A prime number is divisible only by itself and by one. If I were a prime number, I’d want to be a five. Five is also a Catalan number, which is another sequence of numbers that can be used to solve certain counting problems. Being a Catalan number is perfect, because I like the idea of being part of a solution, but also because that’s my surname.
When I looked up ‘five’ on the net, I learned it was also the first safe prime, the third Sophie Germain prime, and the third Mersenne prime exponent. If I said that out loud at school most people would call me a nerd or try to trip me up or something. But I like the way numbers can have secret superpowers.
From Tatapouri, we made our way into Gisborne and slowly adapted to things like traffic lights and – well – traffic! We headed into the centre of town and parked the car. It was a hot day and plenty of brave (or crazy) young guys were jumping off bridges into the river nearby. Two rivers flow through Gisborne – the Taruheru and the Waimata – then join together to create the Tūranganui River, which spills into the Pacific Ocean at Poverty Bay. At just under a kilometre long, this is the shortest river in the southern hemisphere.
So, what are many of the methods out there that promise parents that their defiant children will become accommodating and do as they are told, thus reducing conflict in the house? Common punitive behaviour-orientated methods (such as the use of time-outs, naughty steps and star charts implemented by the parent) tend to involve:
I hadn’t heard from Maya for two and a half weeks.
She wasn’t answering her phone or posting online, and when I rang the London office of the publisher where she worked, I was told she’d taken some leave. I thought the tone of the call was strange; the woman cut me off, although I could have been imagining it. I asked to speak to Gene Jacobs, but she said he’d left to work for another company.
None of Maya’s Auckland friends knew where she was, and I didn’t have any contacts for her in London.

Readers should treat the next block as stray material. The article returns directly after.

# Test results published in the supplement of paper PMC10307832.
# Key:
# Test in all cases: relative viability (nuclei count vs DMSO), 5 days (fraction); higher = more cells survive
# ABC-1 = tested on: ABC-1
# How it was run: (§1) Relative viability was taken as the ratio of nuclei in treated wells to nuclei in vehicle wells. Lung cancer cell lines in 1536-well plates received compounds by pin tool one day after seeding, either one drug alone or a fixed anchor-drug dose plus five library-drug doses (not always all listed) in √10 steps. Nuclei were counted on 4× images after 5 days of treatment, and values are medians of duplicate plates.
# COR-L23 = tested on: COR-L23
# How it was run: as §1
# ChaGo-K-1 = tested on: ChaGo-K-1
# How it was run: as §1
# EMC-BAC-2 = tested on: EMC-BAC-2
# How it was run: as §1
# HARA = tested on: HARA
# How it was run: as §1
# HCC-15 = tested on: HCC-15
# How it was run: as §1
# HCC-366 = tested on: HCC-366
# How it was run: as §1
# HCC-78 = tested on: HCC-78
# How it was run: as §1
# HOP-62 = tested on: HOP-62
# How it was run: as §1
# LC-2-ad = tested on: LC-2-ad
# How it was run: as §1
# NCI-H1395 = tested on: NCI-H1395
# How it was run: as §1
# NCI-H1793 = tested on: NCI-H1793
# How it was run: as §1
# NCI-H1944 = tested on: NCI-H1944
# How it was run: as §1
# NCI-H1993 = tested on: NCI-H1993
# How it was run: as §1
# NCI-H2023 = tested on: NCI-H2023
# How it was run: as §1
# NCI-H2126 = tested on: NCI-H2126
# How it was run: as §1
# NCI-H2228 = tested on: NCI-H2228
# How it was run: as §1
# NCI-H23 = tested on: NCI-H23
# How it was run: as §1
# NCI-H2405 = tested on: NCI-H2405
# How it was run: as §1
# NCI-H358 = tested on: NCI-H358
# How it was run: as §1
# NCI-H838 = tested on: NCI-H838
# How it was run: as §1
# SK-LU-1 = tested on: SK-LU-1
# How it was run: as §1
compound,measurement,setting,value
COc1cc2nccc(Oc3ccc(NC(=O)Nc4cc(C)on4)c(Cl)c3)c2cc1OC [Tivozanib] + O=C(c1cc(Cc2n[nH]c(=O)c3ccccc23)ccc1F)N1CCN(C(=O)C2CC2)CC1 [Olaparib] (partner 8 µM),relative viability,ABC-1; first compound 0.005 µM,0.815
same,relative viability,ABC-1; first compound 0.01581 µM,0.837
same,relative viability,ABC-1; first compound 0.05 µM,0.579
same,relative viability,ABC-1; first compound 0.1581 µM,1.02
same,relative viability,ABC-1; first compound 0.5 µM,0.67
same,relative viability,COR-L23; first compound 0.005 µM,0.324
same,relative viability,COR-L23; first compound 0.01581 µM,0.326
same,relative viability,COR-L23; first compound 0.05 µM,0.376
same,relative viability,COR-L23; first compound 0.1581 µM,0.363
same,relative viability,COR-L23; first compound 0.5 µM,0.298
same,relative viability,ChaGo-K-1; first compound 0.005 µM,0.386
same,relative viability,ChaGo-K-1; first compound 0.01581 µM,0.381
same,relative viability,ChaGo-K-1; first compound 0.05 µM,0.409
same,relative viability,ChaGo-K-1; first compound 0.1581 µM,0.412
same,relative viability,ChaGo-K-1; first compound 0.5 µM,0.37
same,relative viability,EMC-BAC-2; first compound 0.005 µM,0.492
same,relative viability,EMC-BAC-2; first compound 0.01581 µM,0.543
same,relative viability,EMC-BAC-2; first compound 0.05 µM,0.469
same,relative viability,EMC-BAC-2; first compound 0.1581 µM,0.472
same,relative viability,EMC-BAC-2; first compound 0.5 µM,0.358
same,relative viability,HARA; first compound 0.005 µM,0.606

It was unusual. My girl had always kept in touch.
The baby is lying on her back. There are oxygen prongs up her nose and a drip connected to her bellybutton, but she seems calm and relaxed – not at all concerned as the ultrasonographer repeatedly passes the wand over her tummy while peering at the
screen that’s playing a grainy black and white movie of the child’s insides. As the image is refocused and reframed, zoomed in and out, we can all see the intricate plumbing of the gut, and the heart chambers pumping like little fists clenching and unclenching.
There’s a story I’ve heard many times about how my brother Jason got the scar that runs above his left eye, almost parallel with his eyebrow. He was four years old when I was born, and he’d wanted a brother, a sister or a dog for as long as he could remember, but Mum and Dad had always said no.
I like being the underdog because the only way is up. I relish people doubting me because being able to prove them wrong is so damn satisfying. Luckily for me, there were plenty of people to prove wrong in 2010 and 2011, the busiest, most stressful years of my life. And before you mutter ‘so far’, I honestly don’t think I will experience another period that is as busy and important as those two years were for me. If school and sport count as work – and I believe they do – then I was working 16-hour days. With at least two trainings a day and games every second day on top of school and homework, I didn’t have time for anything else.
At the end of 1959, aged fifteen, I sat School Certificate. I required two hundred marks from four subjects to pass, and that’s what I managed. One mark less, and my life might have been entirely different.
The pass may have been the minimum, but as my headmaster Jack Allen said to Dad, shaking his hand vigorously as if he didn’t quite believe it, “Congratulations, Tom, well done.” Not my hand, Dad’s.
“You’d think Dad sat the examination,” I said to my mother, Julia, as yet another local, queueing up, slapped him on the back.
“Good on you, Tom,” he said.